Updated 14 October 2019

US to pull last troops from north Syria

  • The developments illustrate Washington’s waning influence over events in Syria
  • Turkey aims to neutralize the Kurdish YPG militia, the main element of US’s Kurdish-led ally the Syrian Democratic Forces

WASHINGTON/BEIRUT: The United States said on Sunday it will withdraw its remaining 1,000 troops from northern Syria in the face of an expanding Turkish offensive while Syria’s army struck a deal with Kurdish forces to redeploy along its border with Turkey, both major victories for Syrian President Bashar Assad.
The developments illustrate Washington’s waning influence over events in Syria and the failure of the US policy of keeping Assad from reasserting state authority over areas lost during the more than eight-year conflict with rebels trying to end his rule.
The developments also represent wins for Russia and Iran, which have backed Assad since 2011 when his violent effort to crush what began as peaceful protests against his family’s decades-long rule of Syria exploded into a full-blown civil war.
While the US withdrawal moves American troops out of the line of fire, the return of Syrian soldiers to the Turkish border opens up the possibility of a wider conflagration should the Syrian army come in direct conflict with Turkish forces.
The Turkish onslaught in northern Syria has also raised the prospect that Daesh militants and their families held by the Kurdish forces targeted by Turkey may escape — scores were said to have done so already — and permit the group’s revival.
The remarkable turn of events was set in motion a week ago when US President Donald Trump decided to withdraw about 50 special operations forces from two outposts in northern Syria, a step widely seen as paving the way for Turkey to launch its week-long incursion against Kurdish militia in the region.
Turkey aims to neutralize the Kurdish YPG militia, the main element of Washington’s Kurdish-led ally, the Syrian Democratic Forces (SDF), which has been a key US ally in dismantling the “caliphate” set up by Daesh militants in Syria.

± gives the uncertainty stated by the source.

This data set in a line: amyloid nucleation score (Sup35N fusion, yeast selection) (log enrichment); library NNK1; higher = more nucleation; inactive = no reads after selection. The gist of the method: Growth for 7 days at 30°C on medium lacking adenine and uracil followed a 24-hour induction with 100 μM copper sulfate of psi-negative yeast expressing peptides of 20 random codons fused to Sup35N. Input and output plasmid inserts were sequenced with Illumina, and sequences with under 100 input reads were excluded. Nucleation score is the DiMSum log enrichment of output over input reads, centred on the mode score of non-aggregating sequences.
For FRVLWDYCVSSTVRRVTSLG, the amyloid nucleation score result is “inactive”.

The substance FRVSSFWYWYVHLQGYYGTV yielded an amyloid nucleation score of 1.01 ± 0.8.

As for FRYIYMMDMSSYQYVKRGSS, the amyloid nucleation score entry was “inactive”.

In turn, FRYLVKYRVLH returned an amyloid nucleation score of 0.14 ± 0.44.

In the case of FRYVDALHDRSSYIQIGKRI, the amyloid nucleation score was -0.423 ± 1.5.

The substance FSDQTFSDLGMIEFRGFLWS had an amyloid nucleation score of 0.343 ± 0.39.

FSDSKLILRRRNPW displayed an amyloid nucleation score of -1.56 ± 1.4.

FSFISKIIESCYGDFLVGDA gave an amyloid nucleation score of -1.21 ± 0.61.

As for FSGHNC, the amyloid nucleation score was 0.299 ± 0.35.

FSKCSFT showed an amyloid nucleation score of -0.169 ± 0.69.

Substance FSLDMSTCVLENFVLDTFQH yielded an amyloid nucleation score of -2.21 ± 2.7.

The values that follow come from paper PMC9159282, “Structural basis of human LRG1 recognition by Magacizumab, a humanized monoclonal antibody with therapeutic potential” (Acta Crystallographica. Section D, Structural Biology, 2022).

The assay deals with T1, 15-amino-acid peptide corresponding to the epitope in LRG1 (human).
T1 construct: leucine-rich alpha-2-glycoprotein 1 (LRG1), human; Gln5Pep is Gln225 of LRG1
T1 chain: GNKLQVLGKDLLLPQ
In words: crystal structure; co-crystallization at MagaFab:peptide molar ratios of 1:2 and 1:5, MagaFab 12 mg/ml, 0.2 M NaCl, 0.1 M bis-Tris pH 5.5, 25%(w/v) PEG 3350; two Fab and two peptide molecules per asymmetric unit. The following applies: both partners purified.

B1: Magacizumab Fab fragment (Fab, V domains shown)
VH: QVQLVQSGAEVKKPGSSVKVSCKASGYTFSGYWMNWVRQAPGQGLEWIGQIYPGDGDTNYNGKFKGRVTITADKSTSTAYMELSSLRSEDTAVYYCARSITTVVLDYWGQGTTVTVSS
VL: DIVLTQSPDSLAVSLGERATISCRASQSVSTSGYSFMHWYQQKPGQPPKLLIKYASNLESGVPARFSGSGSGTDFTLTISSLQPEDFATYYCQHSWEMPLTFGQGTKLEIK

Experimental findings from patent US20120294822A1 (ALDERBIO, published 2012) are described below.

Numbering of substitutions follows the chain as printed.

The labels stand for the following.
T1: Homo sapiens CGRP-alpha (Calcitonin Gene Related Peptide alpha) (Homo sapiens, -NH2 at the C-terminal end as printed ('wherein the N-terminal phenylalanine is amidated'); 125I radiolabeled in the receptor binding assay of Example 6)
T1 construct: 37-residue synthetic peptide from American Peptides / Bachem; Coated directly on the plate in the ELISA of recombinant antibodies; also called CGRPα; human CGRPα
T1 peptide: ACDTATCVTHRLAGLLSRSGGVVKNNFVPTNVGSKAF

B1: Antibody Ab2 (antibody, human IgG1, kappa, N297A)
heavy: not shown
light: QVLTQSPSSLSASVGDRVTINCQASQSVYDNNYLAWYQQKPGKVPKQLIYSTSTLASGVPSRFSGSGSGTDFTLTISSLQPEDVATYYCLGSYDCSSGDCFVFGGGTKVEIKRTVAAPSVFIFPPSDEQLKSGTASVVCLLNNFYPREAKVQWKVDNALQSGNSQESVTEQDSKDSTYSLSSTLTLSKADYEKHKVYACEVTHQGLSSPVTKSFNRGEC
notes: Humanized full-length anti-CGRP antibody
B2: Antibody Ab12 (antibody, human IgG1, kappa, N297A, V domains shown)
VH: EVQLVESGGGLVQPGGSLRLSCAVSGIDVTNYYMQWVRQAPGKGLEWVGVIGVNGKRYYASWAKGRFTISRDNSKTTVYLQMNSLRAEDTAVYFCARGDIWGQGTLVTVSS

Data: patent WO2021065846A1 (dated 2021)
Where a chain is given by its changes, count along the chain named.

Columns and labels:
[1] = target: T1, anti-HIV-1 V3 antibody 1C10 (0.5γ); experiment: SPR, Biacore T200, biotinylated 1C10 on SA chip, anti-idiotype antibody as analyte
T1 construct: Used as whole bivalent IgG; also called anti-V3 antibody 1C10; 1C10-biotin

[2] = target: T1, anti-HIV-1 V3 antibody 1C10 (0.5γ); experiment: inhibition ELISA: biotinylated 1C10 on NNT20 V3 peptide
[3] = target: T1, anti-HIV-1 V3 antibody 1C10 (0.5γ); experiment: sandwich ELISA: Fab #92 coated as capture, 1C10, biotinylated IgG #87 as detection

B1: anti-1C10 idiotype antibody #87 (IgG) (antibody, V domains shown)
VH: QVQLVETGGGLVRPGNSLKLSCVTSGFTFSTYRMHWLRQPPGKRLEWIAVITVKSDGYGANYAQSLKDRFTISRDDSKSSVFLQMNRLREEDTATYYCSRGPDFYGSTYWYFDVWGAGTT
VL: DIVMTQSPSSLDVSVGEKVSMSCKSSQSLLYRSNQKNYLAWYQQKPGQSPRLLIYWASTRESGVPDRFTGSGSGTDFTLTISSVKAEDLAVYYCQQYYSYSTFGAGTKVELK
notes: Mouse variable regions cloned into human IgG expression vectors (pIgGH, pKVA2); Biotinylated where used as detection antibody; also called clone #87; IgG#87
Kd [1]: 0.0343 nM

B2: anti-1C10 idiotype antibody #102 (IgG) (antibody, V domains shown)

Ankara regards the YPG as a terrorist group aligned with Kurdish insurgents in Turkey.
Turkish President Tayyip Erdogan on Sunday said the offensive would extend from Kobani in the west to Hasaka in the east and extend some 30 kilometers into Syrian territory, with the town of Ras al Ain now in Turkish control.
US Defense Secretary Mike Esper said the United States decided to withdraw its roughly 1,000 troops in northern Syria — two US officials told Reuters it could pull the bulk out in days — after learning of the deepening Turkish offensive.
It was unclear what would happen to the several hundred US troops at the American military outpost of Tanf, near Syria’s southern border with Iraq and Jordan.
Another factor behind the decision, Esper indicated in an interview with the CBS program “Face the Nation,” was that the SDF aimed to make a deal with Russia and Syria to counter the Turkish onslaught. Several hours later, the Kurdish-led administration said it had struck just such an agreement for the Syrian army to deploy along the length of the border with Turkey to help repel Ankara’s offensive.
The deployment would help the SDF in countering “this aggression and liberating the areas that the Turkish army and mercenaries had entered,” it added, referring to Turkey-backed Syrian rebels, and would also allow for the liberation of other Syrian cities occupied by the Turkish army such as Afrin.
The fighting has sparked Western concerns that the SDF, holding large swathes of northern Syria once controlled by Daesh, would be unable to keep thousands of militants in jail and tens of thousands of their family members in camps.